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Baseball Hall of Fame: The plaques, speeches and tributes from the 2019 Induction Ceremony

Blake Schuster
Yahoo Sports Contributor

The baseball world made its way back to Cooperstown, N.Y. this weekend to celebrate the six new entries into the Hall of Fame.

Mike Mussina, Mariano Rivera, Lee Smith, Roy Halladay, Edgar Martinez and Harold Baines each had their moment on Sunday afternoon. With family, friends and the most impressive collection of baseball players anywhere in the world on hand, the inductees were presented with their plaques and an opportunity to share their stories.

Here’s everything you may have missed from one of the most special days on baseball’s calendar.

The Speeches

The unquestioned star of the day was Brandy Halladay, wife of the late Roy Halladay, whose composure under pressure, and with all eyes on her, rivaled the achievements of everyone she shared the stage with.

Halladay received a standing ovation from the audience before she could even begin speaking. Her full speech is available below:

It’s well worth the watch, especially for Halladay’s description of how her family decided not to include a team logo on Roy’s hat in his official plaque.

“Both [the Philadelphia Phillies and Toronto Blue Jays] quickly reached out to us telling us how proud they were of that decision, validating the choice that we knew in our hearts was right,” Halladay said. “We know without a doubt had Roy been here today this is the decision he would’ve made.

“Anyone who thinks baseball isn’t truly a family hasn’t been involved in baseball.”

Halladay opened her address by noting it was “not my speech to give, but I’ll do the best I can.” She surely did.

Mussina was the first speaker to take the podium and he made sure to turn behind him to thank both Smith and Rivera for saving games for him. He also had his high school coaches in the crowd, making sure to give them their credit for getting him to the bigs.

Smith detailed how he thought he was destined to play basketball until his Louisiana community taught him to love baseball. And Harold Baines, aware of his own introverted tendencies, poked fun at himself for being a man of few words.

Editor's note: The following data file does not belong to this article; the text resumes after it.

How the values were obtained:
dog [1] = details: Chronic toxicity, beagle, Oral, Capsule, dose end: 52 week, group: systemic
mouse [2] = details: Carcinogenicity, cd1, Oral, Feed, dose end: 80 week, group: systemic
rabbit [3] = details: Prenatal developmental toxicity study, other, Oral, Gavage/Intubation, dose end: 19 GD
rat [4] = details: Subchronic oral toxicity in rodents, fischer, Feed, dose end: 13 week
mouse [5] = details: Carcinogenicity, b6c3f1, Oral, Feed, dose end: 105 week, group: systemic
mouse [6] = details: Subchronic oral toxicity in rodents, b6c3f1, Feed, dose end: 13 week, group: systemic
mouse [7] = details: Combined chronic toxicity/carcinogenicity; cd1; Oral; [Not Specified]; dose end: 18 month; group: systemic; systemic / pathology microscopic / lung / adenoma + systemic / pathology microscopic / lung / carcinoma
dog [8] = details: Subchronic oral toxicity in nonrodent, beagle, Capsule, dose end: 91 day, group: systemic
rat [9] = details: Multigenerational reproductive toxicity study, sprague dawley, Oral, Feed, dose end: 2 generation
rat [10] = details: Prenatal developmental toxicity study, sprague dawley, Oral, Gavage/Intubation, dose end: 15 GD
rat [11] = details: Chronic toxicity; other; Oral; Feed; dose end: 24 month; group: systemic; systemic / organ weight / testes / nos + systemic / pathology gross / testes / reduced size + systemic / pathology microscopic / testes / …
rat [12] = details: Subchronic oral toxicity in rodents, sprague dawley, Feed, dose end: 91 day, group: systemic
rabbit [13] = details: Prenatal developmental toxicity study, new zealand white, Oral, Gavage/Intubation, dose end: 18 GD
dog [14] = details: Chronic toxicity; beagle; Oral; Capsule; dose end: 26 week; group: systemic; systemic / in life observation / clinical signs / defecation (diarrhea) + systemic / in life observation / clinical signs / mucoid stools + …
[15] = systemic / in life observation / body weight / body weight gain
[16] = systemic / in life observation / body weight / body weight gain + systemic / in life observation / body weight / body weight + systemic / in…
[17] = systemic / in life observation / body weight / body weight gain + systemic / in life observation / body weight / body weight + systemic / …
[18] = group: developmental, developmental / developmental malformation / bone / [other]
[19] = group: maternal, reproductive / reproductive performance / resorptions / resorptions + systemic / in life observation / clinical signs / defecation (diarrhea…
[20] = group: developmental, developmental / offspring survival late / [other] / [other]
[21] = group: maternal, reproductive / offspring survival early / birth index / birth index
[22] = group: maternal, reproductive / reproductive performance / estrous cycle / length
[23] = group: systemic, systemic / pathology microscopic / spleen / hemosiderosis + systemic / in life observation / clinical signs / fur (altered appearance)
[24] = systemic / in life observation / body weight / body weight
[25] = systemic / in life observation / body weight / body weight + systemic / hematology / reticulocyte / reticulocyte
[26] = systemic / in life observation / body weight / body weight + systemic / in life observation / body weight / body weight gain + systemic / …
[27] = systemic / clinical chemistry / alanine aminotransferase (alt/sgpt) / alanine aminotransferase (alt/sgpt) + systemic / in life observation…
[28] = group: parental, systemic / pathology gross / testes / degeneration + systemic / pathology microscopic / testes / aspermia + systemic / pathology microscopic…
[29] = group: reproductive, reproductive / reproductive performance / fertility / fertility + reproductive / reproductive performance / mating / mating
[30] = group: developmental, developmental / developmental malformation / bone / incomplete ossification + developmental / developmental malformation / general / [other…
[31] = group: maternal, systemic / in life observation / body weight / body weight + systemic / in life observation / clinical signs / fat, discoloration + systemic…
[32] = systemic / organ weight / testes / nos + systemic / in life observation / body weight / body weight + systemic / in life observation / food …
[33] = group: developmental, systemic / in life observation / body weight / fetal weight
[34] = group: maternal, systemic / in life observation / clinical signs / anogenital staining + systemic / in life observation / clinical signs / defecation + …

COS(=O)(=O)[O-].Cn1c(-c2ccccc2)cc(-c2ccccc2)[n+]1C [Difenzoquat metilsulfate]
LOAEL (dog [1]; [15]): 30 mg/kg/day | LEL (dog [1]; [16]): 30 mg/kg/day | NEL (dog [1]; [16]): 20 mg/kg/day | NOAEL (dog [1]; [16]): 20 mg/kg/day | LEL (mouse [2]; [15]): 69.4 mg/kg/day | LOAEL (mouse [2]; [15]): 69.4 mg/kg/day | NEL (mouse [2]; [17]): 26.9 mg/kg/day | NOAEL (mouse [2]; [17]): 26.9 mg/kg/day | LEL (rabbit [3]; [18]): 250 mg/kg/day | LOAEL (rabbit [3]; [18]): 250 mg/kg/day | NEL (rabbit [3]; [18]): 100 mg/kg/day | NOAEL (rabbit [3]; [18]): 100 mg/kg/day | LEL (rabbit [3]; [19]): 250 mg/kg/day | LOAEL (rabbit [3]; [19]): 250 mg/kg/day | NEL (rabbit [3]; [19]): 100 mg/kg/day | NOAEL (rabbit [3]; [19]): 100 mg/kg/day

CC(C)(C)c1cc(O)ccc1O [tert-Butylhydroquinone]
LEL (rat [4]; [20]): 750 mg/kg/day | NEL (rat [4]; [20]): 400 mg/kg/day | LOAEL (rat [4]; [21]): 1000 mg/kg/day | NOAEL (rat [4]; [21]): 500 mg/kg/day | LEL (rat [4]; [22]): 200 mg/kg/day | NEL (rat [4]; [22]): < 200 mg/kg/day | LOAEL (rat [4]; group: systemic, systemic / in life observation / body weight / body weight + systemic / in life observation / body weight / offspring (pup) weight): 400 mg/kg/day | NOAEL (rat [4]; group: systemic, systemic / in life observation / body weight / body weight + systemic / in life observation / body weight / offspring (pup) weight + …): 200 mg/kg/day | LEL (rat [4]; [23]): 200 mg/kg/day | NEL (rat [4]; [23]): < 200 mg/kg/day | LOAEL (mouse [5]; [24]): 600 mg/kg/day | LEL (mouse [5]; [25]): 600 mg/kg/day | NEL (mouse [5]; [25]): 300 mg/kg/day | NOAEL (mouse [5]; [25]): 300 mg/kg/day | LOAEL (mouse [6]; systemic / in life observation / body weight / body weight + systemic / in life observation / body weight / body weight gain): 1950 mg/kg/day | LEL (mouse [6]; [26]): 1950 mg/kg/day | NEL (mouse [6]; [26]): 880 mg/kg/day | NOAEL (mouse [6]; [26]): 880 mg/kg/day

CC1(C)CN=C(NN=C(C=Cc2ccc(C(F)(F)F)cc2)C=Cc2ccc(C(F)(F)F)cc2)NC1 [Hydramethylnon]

“To all my former teammates, I know you’ve got a bet on it,” Baines said of his speech. “So you can start your stopwatch now.”

He officially clocked in under 10 minutes.

But two of the most memorable moments came from stalwarts of the 1990s and 2000s.

Edgar Martinez began his speech in Spanish and spoke directly to his fellow Puerto Ricans.

“Like most kids in Puerto Rico I wanted to be like Roberto Clemente,” Martinez said. “What an honor it is to have my plaque in the Hall alongside his.”

Martinez also had the best quip of the day, speaking of a time he gave a negative comment about former Mariners teammate Randy Johnson’s move to Arizona. After playing dumb when Johnson asked him about the quote, Johnson simply said, “Don’t worry, it’ll hurt. But only for a minute.”

Johnson sat stone-faced on the podium behind him as Martinez had the crowd giggling.

“I don’t understand why I always have to be last,” Rivera joked when it was finally his turn to speak. He went on to apologize for missing family events — especially the birthday celebrations of his son who happened to be born on October 4.

A few people who likely didn’t mind having Rivera at work that time of year were sitting in the stands to support him. Derek Jeter, Tino Martinez, Andy Pettitte, Jorge Posada and Bernie Williams were all on hand to see their former teammates enter the Hall.

The Plaques

The Tributes

With the conclusion of Sunday’s ceremony, the Baseball Hall of Fame now stands at 329 members with plenty of the game’s greats waiting for a call to join the club in 2020.

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Blake Schuster is a writer for Yahoo Sports. Have a tip? Email him at blakeschuster@yahoo.com or follow him on Twitter!


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